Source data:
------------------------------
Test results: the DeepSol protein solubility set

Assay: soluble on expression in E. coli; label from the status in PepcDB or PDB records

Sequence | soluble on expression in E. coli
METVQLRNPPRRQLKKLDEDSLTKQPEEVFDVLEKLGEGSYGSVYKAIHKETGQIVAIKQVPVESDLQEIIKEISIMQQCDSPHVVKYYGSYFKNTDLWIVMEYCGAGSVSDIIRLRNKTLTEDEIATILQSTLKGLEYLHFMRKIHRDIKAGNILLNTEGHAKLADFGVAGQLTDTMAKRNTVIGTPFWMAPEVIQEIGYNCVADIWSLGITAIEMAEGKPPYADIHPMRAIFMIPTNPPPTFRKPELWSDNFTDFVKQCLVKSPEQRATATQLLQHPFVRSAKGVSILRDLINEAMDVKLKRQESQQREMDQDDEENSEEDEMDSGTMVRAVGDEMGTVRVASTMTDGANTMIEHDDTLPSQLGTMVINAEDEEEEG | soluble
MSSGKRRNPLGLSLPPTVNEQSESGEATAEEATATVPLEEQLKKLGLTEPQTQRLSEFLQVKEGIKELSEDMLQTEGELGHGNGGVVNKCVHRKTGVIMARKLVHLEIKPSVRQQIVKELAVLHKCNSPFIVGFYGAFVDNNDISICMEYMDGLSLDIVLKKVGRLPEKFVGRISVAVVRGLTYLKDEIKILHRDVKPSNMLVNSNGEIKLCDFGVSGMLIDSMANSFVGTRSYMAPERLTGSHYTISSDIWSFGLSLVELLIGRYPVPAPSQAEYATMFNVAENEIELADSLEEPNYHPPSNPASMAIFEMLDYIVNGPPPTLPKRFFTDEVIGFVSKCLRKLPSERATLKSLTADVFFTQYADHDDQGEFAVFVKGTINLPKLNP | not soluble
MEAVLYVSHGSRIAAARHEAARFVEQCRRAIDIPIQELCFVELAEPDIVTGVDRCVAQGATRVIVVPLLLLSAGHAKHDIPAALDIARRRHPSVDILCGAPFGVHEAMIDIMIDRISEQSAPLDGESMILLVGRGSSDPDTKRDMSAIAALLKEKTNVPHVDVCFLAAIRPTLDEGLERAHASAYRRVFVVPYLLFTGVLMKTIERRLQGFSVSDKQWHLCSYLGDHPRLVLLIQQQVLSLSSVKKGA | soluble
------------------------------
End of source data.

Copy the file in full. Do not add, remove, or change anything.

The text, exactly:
Test results: the DeepSol protein solubility set

Assay: soluble on expression in E. coli; label from the status in PepcDB or PDB records

Sequence | soluble on expression in E. coli
METVQLRNPPRRQLKKLDEDSLTKQPEEVFDVLEKLGEGSYGSVYKAIHKETGQIVAIKQVPVESDLQEIIKEISIMQQCDSPHVVKYYGSYFKNTDLWIVMEYCGAGSVSDIIRLRNKTLTEDEIATILQSTLKGLEYLHFMRKIHRDIKAGNILLNTEGHAKLADFGVAGQLTDTMAKRNTVIGTPFWMAPEVIQEIGYNCVADIWSLGITAIEMAEGKPPYADIHPMRAIFMIPTNPPPTFRKPELWSDNFTDFVKQCLVKSPEQRATATQLLQHPFVRSAKGVSILRDLINEAMDVKLKRQESQQREMDQDDEENSEEDEMDSGTMVRAVGDEMGTVRVASTMTDGANTMIEHDDTLPSQLGTMVINAEDEEEEG | soluble
MSSGKRRNPLGLSLPPTVNEQSESGEATAEEATATVPLEEQLKKLGLTEPQTQRLSEFLQVKEGIKELSEDMLQTEGELGHGNGGVVNKCVHRKTGVIMARKLVHLEIKPSVRQQIVKELAVLHKCNSPFIVGFYGAFVDNNDISICMEYMDGLSLDIVLKKVGRLPEKFVGRISVAVVRGLTYLKDEIKILHRDVKPSNMLVNSNGEIKLCDFGVSGMLIDSMANSFVGTRSYMAPERLTGSHYTISSDIWSFGLSLVELLIGRYPVPAPSQAEYATMFNVAENEIELADSLEEPNYHPPSNPASMAIFEMLDYIVNGPPPTLPKRFFTDEVIGFVSKCLRKLPSERATLKSLTADVFFTQYADHDDQGEFAVFVKGTINLPKLNP | not soluble
MEAVLYVSHGSRIAAARHEAARFVEQCRRAIDIPIQELCFVELAEPDIVTGVDRCVAQGATRVIVVPLLLLSAGHAKHDIPAALDIARRRHPSVDILCGAPFGVHEAMIDIMIDRISEQSAPLDGESMILLVGRGSSDPDTKRDMSAIAALLKEKTNVPHVDVCFLAAIRPTLDEGLERAHASAYRRVFVVPYLLFTGVLMKTIERRLQGFSVSDKQWHLCSYLGDHPRLVLLIQQQVLSLSSVKKGA | soluble